The second is that you could sell yourself short. You are so keen to progress to the next interview stage, that you try to put yourself ahead of the competition by undershooting them. The employer may also be concerned with why your desire falls short when you measure it in your salary expectations.

If you aim too high, will you price yourself out of the running? If you go too low, will the employer think you must be a fraud? Would you be setting yourself up to accept a salary that wouldn’t meet your living expenses?

To jump either hurdle successfully, you should know what the market rate is for the position for which you have applied. Your objective is to know what the average salary is for someone like you: with the same qualifications, experience and seniority.

One way to do this is to search different job sites, newspapers and other sources. It’s a lot of work, and not very scientific. It should, however, give you some idea of the salary you could ask.

 (Tip: Contact the Accountancy and Finance recruitment team. We’ll give you valuable insight from the RICS and Macdonald & Company Rewards and Attitudes Survey 2019 as well as salary benchmarking using our extensive database and industry expertise. You’ll be armed with the exact numbers you need.)

Irrespective of your knowledge, if the question has been answered early on in the process, you should try to delay answering for as long as possible. Use the question to sell yourself, by offering an answer like:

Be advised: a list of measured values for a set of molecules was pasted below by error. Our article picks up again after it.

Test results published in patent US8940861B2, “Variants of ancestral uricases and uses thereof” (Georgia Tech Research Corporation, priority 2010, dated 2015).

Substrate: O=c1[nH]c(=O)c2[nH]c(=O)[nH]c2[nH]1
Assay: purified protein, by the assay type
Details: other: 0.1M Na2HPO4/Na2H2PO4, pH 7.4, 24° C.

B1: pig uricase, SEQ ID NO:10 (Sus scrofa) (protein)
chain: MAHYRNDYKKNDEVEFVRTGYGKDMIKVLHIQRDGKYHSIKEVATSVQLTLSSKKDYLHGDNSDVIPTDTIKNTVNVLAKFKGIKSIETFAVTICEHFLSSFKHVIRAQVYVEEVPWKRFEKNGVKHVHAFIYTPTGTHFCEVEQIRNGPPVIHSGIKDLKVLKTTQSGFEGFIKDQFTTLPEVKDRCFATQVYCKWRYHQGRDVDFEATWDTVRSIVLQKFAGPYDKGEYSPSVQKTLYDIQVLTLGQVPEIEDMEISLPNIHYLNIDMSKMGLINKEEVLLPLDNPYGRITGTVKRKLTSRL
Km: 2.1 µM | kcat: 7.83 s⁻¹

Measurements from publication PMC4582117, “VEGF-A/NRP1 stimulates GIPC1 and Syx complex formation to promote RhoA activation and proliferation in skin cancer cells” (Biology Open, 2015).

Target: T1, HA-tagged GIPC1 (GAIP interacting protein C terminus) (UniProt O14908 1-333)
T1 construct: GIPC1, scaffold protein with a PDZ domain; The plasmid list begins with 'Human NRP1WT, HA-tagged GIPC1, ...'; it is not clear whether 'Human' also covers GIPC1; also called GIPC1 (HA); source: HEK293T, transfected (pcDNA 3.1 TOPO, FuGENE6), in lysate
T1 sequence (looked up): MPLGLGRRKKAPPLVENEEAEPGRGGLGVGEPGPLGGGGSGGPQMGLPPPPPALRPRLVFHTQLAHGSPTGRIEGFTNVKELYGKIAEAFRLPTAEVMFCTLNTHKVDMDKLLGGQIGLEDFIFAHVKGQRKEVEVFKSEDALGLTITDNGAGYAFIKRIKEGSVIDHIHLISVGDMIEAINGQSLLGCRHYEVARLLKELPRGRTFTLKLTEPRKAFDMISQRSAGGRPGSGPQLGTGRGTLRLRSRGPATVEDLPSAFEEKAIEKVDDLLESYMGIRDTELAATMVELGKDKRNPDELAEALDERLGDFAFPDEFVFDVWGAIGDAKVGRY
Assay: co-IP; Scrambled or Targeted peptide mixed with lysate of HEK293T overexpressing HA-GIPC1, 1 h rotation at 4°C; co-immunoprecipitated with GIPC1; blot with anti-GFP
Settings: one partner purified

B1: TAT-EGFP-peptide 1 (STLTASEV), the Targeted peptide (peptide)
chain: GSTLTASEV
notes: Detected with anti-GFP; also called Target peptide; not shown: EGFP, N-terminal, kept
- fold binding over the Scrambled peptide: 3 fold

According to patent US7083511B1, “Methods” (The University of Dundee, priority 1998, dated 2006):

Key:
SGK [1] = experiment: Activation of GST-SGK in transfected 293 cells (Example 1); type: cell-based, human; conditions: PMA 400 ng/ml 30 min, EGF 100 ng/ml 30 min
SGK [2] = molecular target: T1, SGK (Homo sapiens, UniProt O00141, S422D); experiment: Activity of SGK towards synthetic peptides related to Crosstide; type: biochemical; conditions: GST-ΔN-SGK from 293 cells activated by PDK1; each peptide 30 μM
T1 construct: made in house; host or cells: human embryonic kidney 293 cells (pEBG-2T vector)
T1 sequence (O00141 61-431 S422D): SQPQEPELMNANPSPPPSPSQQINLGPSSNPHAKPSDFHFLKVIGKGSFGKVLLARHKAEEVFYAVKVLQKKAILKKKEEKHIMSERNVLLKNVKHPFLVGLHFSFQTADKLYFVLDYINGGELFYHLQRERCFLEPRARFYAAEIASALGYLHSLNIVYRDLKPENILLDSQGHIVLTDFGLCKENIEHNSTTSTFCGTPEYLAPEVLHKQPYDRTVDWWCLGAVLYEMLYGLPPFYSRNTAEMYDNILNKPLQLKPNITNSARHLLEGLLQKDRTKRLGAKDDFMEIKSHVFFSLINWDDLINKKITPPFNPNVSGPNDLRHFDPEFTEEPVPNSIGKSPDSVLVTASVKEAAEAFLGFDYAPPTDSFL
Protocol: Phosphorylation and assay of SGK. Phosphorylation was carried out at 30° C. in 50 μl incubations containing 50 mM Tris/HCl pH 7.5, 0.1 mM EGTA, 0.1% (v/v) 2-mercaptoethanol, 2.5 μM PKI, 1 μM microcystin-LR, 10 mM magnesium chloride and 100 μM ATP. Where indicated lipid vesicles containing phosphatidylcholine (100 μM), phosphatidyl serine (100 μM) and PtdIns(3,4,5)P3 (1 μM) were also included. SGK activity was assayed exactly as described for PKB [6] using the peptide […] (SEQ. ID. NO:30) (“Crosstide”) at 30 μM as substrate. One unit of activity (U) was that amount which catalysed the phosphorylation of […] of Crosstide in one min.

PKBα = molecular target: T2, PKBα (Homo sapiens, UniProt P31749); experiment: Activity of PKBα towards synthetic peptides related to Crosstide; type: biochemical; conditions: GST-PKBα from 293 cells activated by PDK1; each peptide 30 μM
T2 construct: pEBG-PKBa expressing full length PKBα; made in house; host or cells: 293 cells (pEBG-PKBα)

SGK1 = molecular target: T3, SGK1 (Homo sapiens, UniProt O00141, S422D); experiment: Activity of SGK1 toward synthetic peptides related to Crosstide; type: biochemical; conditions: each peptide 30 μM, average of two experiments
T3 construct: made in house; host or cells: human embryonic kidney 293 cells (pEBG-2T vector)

I’m mostly concerned about the opportunity. I want to ensure a good fit, and also that it offers me the opportunities to progress my career and make a valuable contribution to the accountancy team. I’m certain you would offer a market-competitive salary.

This answer tells the interviewer that you are confident, and also hints that you know the market’s rates for accountant salaries. Like when playing poker, it doesn’t do to be too keen to show your hand – you want to know more, first (so I’m told!).

If you are pushed for an answer, saying something like:

Well, based upon my experience and qualifications and the research I have done, I understand that around £55,000 to £65,000 is the typical salary range for the responsibilities and duties expected of this role.

Answering in this way places your answer in the context of the market, rather than a purely personal number.